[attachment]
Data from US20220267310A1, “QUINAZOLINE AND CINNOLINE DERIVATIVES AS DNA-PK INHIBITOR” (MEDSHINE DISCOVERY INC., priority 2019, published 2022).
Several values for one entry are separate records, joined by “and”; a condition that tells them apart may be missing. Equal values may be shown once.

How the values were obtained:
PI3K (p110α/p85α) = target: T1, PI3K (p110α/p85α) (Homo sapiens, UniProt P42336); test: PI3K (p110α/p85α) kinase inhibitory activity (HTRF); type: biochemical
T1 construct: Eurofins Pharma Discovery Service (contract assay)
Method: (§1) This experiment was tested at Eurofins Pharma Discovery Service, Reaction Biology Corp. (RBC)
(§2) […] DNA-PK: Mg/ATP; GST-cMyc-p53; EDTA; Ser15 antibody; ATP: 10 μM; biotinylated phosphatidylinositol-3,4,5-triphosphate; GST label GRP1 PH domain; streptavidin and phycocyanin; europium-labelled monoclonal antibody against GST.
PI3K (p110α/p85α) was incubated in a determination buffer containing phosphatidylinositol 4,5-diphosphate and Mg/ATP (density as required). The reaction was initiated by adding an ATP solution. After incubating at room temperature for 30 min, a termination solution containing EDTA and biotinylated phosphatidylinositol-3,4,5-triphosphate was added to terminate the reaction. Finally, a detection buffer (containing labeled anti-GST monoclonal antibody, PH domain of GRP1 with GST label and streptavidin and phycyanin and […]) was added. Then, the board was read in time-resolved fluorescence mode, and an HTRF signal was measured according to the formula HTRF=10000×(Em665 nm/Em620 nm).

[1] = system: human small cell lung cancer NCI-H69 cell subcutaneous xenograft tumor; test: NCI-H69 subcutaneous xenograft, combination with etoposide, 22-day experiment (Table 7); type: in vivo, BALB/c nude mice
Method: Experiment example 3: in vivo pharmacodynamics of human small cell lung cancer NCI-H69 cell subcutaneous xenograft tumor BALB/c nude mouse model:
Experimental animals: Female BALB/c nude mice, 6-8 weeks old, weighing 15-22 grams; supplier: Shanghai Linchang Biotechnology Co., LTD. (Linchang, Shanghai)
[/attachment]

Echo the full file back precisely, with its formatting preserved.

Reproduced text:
Data from US20220267310A1, “QUINAZOLINE AND CINNOLINE DERIVATIVES AS DNA-PK INHIBITOR” (MEDSHINE DISCOVERY INC., priority 2019, published 2022).
Several values for one entry are separate records, joined by “and”; a condition that tells them apart may be missing. Equal values may be shown once.

How the values were obtained:
PI3K (p110α/p85α) = target: T1, PI3K (p110α/p85α) (Homo sapiens, UniProt P42336); test: PI3K (p110α/p85α) kinase inhibitory activity (HTRF); type: biochemical
T1 construct: Eurofins Pharma Discovery Service (contract assay)
Method: (§1) This experiment was tested at Eurofins Pharma Discovery Service, Reaction Biology Corp. (RBC)
(§2) […] DNA-PK: Mg/ATP; GST-cMyc-p53; EDTA; Ser15 antibody; ATP: 10 μM; biotinylated phosphatidylinositol-3,4,5-triphosphate; GST label GRP1 PH domain; streptavidin and phycocyanin; europium-labelled monoclonal antibody against GST.
PI3K (p110α/p85α) was incubated in a determination buffer containing phosphatidylinositol 4,5-diphosphate and Mg/ATP (density as required). The reaction was initiated by adding an ATP solution. After incubating at room temperature for 30 min, a termination solution containing EDTA and biotinylated phosphatidylinositol-3,4,5-triphosphate was added to terminate the reaction. Finally, a detection buffer (containing labeled anti-GST monoclonal antibody, PH domain of GRP1 with GST label and streptavidin and phycyanin and […]) was added. Then, the board was read in time-resolved fluorescence mode, and an HTRF signal was measured according to the formula HTRF=10000×(Em665 nm/Em620 nm).

[1] = system: human small cell lung cancer NCI-H69 cell subcutaneous xenograft tumor; test: NCI-H69 subcutaneous xenograft, combination with etoposide, 22-day experiment (Table 7); type: in vivo, BALB/c nude mice
Method: Experiment example 3: in vivo pharmacodynamics of human small cell lung cancer NCI-H69 cell subcutaneous xenograft tumor BALB/c nude mouse model:
Experimental animals: Female BALB/c nude mice, 6-8 weeks old, weighing 15-22 grams; supplier: Shanghai Linchang Biotechnology Co., LTD. (Linchang, Shanghai)